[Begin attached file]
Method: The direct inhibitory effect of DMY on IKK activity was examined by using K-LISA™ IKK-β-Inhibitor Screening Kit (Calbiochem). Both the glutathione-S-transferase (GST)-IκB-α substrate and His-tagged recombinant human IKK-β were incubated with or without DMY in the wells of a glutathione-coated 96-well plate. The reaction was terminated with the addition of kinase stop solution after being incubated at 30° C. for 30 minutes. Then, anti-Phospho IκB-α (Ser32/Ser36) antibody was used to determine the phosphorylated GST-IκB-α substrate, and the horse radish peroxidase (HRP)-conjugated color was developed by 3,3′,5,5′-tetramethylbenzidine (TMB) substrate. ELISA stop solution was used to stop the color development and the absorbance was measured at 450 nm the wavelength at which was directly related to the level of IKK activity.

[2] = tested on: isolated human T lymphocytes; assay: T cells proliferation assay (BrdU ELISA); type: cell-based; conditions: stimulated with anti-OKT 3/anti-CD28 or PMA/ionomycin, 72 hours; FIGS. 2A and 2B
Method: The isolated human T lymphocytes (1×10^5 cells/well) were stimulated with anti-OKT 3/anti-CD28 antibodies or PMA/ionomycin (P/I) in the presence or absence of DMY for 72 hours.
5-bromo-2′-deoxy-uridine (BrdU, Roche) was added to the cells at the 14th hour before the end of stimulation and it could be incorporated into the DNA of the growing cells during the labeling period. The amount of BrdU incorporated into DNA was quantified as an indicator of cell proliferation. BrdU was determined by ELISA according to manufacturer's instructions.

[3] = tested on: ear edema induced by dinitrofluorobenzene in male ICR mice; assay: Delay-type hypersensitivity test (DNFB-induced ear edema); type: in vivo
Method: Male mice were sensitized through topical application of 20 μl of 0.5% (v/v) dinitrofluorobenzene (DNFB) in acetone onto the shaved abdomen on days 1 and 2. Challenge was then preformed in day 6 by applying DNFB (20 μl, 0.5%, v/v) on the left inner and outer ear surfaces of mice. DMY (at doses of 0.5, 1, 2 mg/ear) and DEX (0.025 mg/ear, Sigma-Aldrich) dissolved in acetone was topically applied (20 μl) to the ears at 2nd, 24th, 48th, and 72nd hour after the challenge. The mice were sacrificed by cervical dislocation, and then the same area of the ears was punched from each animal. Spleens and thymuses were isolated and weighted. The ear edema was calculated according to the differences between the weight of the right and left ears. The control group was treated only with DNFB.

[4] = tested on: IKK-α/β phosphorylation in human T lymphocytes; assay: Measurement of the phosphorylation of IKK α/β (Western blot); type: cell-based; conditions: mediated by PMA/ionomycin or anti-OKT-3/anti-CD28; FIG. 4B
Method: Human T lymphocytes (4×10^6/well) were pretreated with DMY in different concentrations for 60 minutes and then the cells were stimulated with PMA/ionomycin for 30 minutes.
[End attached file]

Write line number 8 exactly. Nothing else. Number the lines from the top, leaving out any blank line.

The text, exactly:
Method: Human T lymphocytes (4×10^6/well) were pretreated with DMY in different concentrations for 60 minutes and then the cells were stimulated with PMA/ionomycin for 30 minutes.